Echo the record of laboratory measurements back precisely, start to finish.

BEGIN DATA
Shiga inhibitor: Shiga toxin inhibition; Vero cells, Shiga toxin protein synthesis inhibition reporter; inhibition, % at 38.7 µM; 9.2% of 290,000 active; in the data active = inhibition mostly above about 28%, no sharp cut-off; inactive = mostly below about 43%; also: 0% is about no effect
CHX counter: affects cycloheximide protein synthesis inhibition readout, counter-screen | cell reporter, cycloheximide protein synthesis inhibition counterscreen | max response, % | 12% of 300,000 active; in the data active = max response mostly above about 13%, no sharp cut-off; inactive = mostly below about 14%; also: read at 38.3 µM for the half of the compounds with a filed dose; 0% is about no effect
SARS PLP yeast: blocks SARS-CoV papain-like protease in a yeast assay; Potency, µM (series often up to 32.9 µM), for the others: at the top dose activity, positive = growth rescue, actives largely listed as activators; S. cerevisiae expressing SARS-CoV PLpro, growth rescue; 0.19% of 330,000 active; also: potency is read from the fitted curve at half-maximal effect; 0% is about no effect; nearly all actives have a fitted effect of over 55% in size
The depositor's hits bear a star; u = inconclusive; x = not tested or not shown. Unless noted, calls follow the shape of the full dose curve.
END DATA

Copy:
Shiga inhibitor: Shiga toxin inhibition; Vero cells, Shiga toxin protein synthesis inhibition reporter; inhibition, % at 38.7 µM; 9.2% of 290,000 active; in the data active = inhibition mostly above about 28%, no sharp cut-off; inactive = mostly below about 43%; also: 0% is about no effect
CHX counter: affects cycloheximide protein synthesis inhibition readout, counter-screen | cell reporter, cycloheximide protein synthesis inhibition counterscreen | max response, % | 12% of 300,000 active; in the data active = max response mostly above about 13%, no sharp cut-off; inactive = mostly below about 14%; also: read at 38.3 µM for the half of the compounds with a filed dose; 0% is about no effect
SARS PLP yeast: blocks SARS-CoV papain-like protease in a yeast assay; Potency, µM (series often up to 32.9 µM), for the others: at the top dose activity, positive = growth rescue, actives largely listed as activators; S. cerevisiae expressing SARS-CoV PLpro, growth rescue; 0.19% of 330,000 active; also: potency is read from the fitted curve at half-maximal effect; 0% is about no effect; nearly all actives have a fitted effect of over 55% in size
The depositor's hits bear a star; u = inconclusive; x = not tested or not shown. Unless noted, calls follow the shape of the full dose curve.